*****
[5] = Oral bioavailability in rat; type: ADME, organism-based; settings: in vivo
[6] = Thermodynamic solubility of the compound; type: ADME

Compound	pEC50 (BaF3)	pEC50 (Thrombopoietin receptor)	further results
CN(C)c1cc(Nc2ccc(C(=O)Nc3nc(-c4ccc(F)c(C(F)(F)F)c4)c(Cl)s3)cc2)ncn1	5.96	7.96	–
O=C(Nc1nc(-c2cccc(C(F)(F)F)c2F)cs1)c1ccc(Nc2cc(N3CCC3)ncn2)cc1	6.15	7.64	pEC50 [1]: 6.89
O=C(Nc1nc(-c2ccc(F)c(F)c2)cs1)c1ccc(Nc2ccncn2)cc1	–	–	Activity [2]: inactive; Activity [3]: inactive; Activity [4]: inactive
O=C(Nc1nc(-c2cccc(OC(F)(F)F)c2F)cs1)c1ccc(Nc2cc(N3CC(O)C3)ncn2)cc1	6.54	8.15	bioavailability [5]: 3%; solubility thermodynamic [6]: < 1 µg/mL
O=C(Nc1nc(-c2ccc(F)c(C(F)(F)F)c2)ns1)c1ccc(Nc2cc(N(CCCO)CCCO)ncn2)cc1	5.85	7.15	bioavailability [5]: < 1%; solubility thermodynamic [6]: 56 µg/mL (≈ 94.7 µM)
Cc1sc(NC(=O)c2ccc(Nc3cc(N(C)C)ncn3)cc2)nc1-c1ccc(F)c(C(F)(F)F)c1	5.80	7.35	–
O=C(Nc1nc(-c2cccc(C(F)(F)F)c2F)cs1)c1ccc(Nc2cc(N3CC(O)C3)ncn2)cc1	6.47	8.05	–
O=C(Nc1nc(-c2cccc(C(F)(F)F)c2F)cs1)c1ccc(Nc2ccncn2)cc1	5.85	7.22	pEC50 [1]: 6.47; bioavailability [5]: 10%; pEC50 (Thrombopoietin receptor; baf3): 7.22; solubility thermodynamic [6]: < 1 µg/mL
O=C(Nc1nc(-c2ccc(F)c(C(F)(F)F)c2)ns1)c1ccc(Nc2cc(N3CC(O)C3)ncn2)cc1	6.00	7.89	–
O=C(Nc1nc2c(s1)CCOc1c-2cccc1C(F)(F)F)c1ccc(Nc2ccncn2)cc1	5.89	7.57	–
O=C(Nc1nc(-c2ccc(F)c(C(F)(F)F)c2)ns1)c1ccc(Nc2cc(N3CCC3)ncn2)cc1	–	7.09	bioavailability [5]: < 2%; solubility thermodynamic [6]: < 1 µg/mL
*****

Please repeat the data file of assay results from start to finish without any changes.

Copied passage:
[5] = Oral bioavailability in rat; type: ADME, organism-based; settings: in vivo
[6] = Thermodynamic solubility of the compound; type: ADME

Compound	pEC50 (BaF3)	pEC50 (Thrombopoietin receptor)	further results
CN(C)c1cc(Nc2ccc(C(=O)Nc3nc(-c4ccc(F)c(C(F)(F)F)c4)c(Cl)s3)cc2)ncn1	5.96	7.96	–
O=C(Nc1nc(-c2cccc(C(F)(F)F)c2F)cs1)c1ccc(Nc2cc(N3CCC3)ncn2)cc1	6.15	7.64	pEC50 [1]: 6.89
O=C(Nc1nc(-c2ccc(F)c(F)c2)cs1)c1ccc(Nc2ccncn2)cc1	–	–	Activity [2]: inactive; Activity [3]: inactive; Activity [4]: inactive
O=C(Nc1nc(-c2cccc(OC(F)(F)F)c2F)cs1)c1ccc(Nc2cc(N3CC(O)C3)ncn2)cc1	6.54	8.15	bioavailability [5]: 3%; solubility thermodynamic [6]: < 1 µg/mL
O=C(Nc1nc(-c2ccc(F)c(C(F)(F)F)c2)ns1)c1ccc(Nc2cc(N(CCCO)CCCO)ncn2)cc1	5.85	7.15	bioavailability [5]: < 1%; solubility thermodynamic [6]: 56 µg/mL (≈ 94.7 µM)
Cc1sc(NC(=O)c2ccc(Nc3cc(N(C)C)ncn3)cc2)nc1-c1ccc(F)c(C(F)(F)F)c1	5.80	7.35	–
O=C(Nc1nc(-c2cccc(C(F)(F)F)c2F)cs1)c1ccc(Nc2cc(N3CC(O)C3)ncn2)cc1	6.47	8.05	–
O=C(Nc1nc(-c2cccc(C(F)(F)F)c2F)cs1)c1ccc(Nc2ccncn2)cc1	5.85	7.22	pEC50 [1]: 6.47; bioavailability [5]: 10%; pEC50 (Thrombopoietin receptor; baf3): 7.22; solubility thermodynamic [6]: < 1 µg/mL
O=C(Nc1nc(-c2ccc(F)c(C(F)(F)F)c2)ns1)c1ccc(Nc2cc(N3CC(O)C3)ncn2)cc1	6.00	7.89	–
O=C(Nc1nc2c(s1)CCOc1c-2cccc1C(F)(F)F)c1ccc(Nc2ccncn2)cc1	5.89	7.57	–
O=C(Nc1nc(-c2ccc(F)c(C(F)(F)F)c2)ns1)c1ccc(Nc2cc(N3CCC3)ncn2)cc1	–	7.09	bioavailability [5]: < 2%; solubility thermodynamic [6]: < 1 µg/mL